Christ the King Sunday: Celebrating Christianity’s Fairy Tale [and True] Ending

As we approach the end of the church’s liturgical calendar this coming Sunday, I can’t help but think of the [true] story given to me by a member of a former church. Unbeknownst to Ralph Mather at the time, it’s a story which epitomizes for me the message of Christ the King Sunday even as it remains the best summary of the book of Revelation I have ever heard.

It seems that when Ralph was growing up (90 years ago), there was a old man in town, a Civil War veteran. Proud the old man was—so much so, in fact, that he could not and would not admit that he could not read or write.

It was enough to attract the attention of impish youth–of which Ralph admits being.

“On a regular basis, we’d give a book to the old man, only to return a few days later to ask him what he thought. He’d give us some kind of lame and ludicrous analysis. Somehow we thought it fun and worthwhile.”

“I remember the day we asked him what he thought of the Bible we’d given a few days previously,” Ralph continued. “‘Why, that old thing,’ the old man pronounced, ‘It’s just like all them others: in the end, they get married and live happily ever after!’”

happily ever afterWhen it comes down to it, friends,
isn’t that the fundamental
and essential message of
Christ the King Sunday
(and John’s Revelation)?

In the end,
Christ will
claim His bride
and we will live happily ever after!

Here, for those ready to jump on some kind of bandwagon, decrying the Gospel as fairy tale, I can not help but point to some significant voices on my book shelves (including Jung and Campbell and Tolkien and Lewis) on the power of myth. (It is, by the way, a significant premise underlying my love of movies and novels—embedded in Zoe Life’s explorations on Reel Theology: that eternal truth and themes are grounded in and sounded by the stories we tell.)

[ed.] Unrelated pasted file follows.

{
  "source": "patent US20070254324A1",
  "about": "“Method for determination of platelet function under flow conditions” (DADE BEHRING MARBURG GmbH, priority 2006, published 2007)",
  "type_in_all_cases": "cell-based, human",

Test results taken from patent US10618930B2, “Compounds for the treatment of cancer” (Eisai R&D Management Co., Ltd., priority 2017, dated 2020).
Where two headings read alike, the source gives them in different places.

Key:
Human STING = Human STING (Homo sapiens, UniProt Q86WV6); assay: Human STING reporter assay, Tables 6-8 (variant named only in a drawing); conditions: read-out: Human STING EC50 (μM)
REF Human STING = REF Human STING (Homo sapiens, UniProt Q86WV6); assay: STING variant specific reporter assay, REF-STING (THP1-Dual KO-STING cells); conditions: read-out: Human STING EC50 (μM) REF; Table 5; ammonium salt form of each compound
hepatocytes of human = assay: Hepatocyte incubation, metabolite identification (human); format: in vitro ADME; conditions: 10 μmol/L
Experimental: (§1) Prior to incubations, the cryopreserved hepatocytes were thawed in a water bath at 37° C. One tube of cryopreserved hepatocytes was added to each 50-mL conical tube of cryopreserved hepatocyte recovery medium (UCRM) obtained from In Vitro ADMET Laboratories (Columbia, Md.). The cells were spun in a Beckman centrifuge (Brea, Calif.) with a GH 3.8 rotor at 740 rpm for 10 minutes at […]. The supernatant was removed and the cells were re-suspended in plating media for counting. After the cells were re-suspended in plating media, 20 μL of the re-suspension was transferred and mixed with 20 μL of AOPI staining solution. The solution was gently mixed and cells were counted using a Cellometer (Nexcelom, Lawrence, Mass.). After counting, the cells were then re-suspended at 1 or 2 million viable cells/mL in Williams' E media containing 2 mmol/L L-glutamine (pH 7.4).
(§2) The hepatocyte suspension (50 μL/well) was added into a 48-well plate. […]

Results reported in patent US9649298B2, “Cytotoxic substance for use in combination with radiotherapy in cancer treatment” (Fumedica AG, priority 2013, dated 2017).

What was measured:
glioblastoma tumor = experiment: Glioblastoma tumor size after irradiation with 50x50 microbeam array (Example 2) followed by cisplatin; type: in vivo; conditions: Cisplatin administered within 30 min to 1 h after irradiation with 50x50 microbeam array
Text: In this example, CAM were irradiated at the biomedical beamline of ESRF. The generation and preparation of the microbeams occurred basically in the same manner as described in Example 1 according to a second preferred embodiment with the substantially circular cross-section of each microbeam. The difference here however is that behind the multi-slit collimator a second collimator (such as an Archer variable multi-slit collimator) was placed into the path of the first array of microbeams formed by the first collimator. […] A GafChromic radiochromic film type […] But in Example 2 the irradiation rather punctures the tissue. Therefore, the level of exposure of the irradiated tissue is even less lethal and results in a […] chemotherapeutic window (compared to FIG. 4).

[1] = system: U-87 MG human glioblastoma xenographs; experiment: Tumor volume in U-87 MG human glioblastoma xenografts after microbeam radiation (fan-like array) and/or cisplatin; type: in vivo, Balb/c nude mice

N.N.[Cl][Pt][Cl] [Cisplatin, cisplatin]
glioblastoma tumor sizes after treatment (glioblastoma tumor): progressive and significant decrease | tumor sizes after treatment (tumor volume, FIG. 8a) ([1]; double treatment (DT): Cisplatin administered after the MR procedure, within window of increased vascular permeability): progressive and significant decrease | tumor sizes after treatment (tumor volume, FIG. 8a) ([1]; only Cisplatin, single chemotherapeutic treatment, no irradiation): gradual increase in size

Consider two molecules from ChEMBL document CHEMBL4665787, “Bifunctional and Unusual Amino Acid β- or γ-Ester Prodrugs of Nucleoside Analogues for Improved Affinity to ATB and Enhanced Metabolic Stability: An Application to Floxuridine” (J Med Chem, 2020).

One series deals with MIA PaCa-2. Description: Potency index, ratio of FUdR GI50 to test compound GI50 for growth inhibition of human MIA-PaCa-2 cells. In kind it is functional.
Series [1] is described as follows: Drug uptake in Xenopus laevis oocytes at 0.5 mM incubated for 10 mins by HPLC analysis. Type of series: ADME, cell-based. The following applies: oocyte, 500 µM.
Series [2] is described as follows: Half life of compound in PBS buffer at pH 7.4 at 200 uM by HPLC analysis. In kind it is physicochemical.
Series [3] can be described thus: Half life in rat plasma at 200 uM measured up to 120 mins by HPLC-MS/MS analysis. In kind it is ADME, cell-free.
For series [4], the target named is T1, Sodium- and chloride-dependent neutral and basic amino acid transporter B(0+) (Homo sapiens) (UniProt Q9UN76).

But, wait! I smell a rabbit trail which I could easily go down!
Best to leave this for another day, another post.

The key here, now – with Christ the King in sight and heart and mind – is on the Christian view of history and its consummation: that, in spite of all the division and madness we witness and experience…

This is my Father’s world:
O let me ne’er forget
That though the wrong seems oft so strong,
God is the Ruler yet.
This is my Father’s world:
Why should my heart be sad?
The Lord is King: let the heavens ring!
God reigns; let earth be glad!
–Maltbie D. Babcock, This Is My Father’s World (1901)

Leave a Reply

Fill in your details below or click an icon to log in:

WordPress.com Logo

You are commenting using your WordPress.com account. Log Out /  Change )

Google photo

You are commenting using your Google account. Log Out /  Change )

Twitter picture

You are commenting using your Twitter account. Log Out /  Change )

Facebook photo

You are commenting using your Facebook account. Log Out /  Change )

Connecting to %s